New fuel subsidy plan will create black market, PKR MP warns Putrajaya

Motorists line up to purchase petrol before the price hike at midnight, at a gas station in Putrajaya, outside Kuala Lumpur on September 2, 2013 in this picture released on September 3, 2013. — Reuters pic
Motorists line up to purchase petrol before the price hike at midnight, at a gas station in Putrajaya, outside Kuala Lumpur on September 2, 2013 in this picture released on September 3, 2013. — Reuters pic

KUALA LUMPUR, June 3 — Putrajaya’s plan to sell fuel at different subsidised rates to different income groups may create a “black market”, PKR’s Pandan MP Rafizi Ramli said today.

The PKR leader said the government’s bid to limit or deny high-income Malaysians’ access to subsidised fuel could end up creating an illegal trade and result in an abuse of the system among those in the lower-income categories.

“I worry if this new subsidy system is not refined and openly discussed, when it is implemented in the future, it will create a black market for petrol and diesel that will create a new and larger problem than the existing smuggling because it involves even more people and the public,” the outgoing PKR strategic director said in a statement today.

The new scheme would only perpetuate the fuel subsidy leakages that it is aimed at reducing, he said.

Rafizi also warned that the proposed new scheme may cause the price of goods to soar further amid the already worrying rise in living costs and stagnant wages.

The federal government should not push on with plans to revise the current subsidy scheme for petrol and diesel without discussing it with taxpayers and tabling it in Parliament next week, Rafizi said.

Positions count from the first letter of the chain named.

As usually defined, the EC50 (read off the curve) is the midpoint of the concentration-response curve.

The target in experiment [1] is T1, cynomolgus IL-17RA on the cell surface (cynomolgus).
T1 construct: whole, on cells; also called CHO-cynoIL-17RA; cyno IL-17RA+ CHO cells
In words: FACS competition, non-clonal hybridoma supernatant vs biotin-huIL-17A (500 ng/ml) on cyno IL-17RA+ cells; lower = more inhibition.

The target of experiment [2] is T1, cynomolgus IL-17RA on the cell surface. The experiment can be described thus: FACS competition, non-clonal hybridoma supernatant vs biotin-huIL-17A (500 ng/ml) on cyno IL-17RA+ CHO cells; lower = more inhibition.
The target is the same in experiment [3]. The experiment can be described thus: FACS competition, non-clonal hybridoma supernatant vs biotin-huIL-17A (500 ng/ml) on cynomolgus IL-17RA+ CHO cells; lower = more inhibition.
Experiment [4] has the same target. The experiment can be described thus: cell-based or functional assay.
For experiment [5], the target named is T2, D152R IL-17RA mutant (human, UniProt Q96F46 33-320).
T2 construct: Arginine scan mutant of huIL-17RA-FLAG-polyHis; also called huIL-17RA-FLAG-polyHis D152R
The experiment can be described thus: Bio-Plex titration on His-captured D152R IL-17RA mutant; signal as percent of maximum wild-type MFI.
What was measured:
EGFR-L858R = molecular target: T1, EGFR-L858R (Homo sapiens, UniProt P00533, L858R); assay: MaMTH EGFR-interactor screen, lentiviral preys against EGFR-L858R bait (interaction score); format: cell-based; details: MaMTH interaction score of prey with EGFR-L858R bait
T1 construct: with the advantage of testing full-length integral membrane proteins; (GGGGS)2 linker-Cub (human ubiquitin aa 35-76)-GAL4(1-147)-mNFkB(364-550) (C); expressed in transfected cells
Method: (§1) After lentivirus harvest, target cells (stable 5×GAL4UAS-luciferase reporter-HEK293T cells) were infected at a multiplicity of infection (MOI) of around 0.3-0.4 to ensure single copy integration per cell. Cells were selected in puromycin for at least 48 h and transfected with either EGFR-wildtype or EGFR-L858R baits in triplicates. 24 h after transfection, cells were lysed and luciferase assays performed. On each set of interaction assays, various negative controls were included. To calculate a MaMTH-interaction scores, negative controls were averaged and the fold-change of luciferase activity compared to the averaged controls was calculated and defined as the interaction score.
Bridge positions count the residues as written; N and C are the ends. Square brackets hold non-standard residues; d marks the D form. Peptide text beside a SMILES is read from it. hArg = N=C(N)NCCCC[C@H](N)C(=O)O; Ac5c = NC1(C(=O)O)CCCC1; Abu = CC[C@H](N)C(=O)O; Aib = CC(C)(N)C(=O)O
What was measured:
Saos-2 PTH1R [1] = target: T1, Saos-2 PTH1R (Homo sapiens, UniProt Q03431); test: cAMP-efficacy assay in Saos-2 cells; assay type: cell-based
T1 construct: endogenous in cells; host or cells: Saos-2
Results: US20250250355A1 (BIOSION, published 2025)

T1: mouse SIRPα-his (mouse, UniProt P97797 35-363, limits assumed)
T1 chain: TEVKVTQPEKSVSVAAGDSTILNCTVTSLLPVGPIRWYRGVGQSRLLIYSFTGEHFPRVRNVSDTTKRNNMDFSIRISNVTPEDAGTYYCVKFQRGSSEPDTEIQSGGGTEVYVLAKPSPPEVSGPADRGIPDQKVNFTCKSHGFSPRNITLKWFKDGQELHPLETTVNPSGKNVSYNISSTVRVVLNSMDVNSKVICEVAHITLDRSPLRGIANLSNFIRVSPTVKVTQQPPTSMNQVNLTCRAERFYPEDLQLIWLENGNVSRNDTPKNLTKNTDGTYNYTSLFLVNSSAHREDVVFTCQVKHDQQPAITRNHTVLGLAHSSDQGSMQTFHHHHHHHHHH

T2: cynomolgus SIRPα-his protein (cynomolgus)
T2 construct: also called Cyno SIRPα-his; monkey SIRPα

“The public needs to be given sufficient time, at least one year to give their views before the new petrol and diesel subsidy system comes into effect, taking into account the difficulties already faced by the public due to price hikes of petrol, electricity, sugar and other necessities,” he said.

According to the PKR federal lawmaker, recent news reports said that those earning less than RM5,000 each month would be entitled to continue buying fuel at the subsidised rate.

Citing the reports, he said those earning between RM5,000 and RM10,000 would be allowed a monthly quota of subsidised fuel and would have to pay market price once they exceed the quota.

Those who earn RM10,000 each month would have to pay the full price for the fuel they buy.

Last Sunday, national news agency Bernama reported that Putrajaya will roll out a new scheme by this September 1 to only sell subsidised fuel to eligible commercial vehicles.

The new scheme is expected to help the government save RM9.8 billion, Domestic Trade, Cooperatives and Consumerism Ministry’s secretary-general Datuk Seri Alias Ahmad said.

Alias said a similar system for privately-owned vehicles would be introduced this October or November, with more details to be announced soon.